Cayley-Hamilton Theorem

Definition
Cayley-Hamilton Theorem states that every square matrix satisfies its own characteristic equation.
That is, if p ( ) = det ( A - I ) is the characteristic polynomial of the matrix A, then according to Cayley-Hamilton Theorem p ( A ) = 0

For example,
If p ( ) = det ( A - I ) = 2 - 15 + 56 is the characteristic polynomial, then by Cayley-Hamilton Theorem A2 - 15 A + 56 I = 0
The follwing examples will make the matter more clear.


Practice Problems

Example 1. If

then show that A3 = 7 A - 6 I
Solution

the characteristic polynomial of A is

Now, by Cayley-Hamilton Theorem
A2 - 3 A + 2 I = 0 ------> (1)
From (1): A2 = 3 A - 2 I
multiply A on both sides of above equation
A3 = 3 A2 - 2 A -------->(2)
Put A2 = 3 A - 2 I in equation (2)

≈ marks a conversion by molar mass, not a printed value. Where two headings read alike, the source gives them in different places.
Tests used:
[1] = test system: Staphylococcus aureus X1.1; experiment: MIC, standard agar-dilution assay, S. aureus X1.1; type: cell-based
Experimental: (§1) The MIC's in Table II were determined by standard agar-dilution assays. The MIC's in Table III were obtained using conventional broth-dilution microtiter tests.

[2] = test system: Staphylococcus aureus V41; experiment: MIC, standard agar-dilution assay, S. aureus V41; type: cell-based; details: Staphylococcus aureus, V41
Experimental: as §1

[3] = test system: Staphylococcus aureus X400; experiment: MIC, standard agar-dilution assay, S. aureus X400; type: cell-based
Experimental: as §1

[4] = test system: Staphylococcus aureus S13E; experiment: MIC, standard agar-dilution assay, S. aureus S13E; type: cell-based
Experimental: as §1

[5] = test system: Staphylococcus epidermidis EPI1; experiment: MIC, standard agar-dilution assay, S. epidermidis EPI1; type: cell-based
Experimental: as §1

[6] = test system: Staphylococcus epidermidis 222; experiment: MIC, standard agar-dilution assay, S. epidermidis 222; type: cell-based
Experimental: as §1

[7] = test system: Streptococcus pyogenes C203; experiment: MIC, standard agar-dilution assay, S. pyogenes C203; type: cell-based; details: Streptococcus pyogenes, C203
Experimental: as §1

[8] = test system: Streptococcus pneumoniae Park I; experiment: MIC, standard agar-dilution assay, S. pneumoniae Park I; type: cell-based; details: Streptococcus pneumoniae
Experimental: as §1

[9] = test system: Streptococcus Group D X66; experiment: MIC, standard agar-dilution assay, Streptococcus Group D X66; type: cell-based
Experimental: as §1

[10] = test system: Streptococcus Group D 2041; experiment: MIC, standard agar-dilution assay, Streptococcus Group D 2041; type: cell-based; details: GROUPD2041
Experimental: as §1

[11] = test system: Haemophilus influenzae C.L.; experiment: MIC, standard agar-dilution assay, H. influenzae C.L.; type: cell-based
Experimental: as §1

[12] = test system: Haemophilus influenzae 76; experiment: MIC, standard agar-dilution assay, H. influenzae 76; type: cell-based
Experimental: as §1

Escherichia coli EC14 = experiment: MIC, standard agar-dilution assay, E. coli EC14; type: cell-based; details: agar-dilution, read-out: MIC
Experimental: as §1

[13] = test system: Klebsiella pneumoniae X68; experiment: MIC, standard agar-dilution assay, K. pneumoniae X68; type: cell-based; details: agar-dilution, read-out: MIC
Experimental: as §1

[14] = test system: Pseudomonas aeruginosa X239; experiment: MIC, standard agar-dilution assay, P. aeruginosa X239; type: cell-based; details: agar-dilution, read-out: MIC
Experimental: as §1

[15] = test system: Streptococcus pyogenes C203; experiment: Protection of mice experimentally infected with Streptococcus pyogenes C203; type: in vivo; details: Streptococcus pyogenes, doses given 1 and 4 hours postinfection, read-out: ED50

(2) A3 = 3 ( 3 A - 2 I ) - 2 A
A3 = 9 A - 6 I - 2 A
A3 = 7 A - 6 I Answer

Example 2.If

then show that A5 = 981 A - 540 I
Solution
The characteristic polynomial of A is

Now, by Cayley-Hamilton Theorem
A2 - 6 A + 3 I = 0 ------> (1)
From (1): A2 = 6 A - 3 I
multiply A on both sides of above equation
A3 = 6 A2 - 3 A -------->(2)
Put A2 = 6 A - 3 I in equation (2)
(2) A3 = 6 ( 6 A - 3 I ) - 3 A
A3 = 36 A - 18 I - 3 A
A3 =33 A - 18 I
multiply A2 on both sides of above equation
A5 = 33 A3 - 18 A2 -------->(3)
Put A2 = 6 A - 3 I and A3 =33 A - 18 I in equation (3)
(3) A5 = 33 ( 33 A - 18 I ) - 18 ( 6 A - 3 I )
A5 = 1089 A - 594 I - 108 A + 54 I
A5 = 981 A - 540 I Answer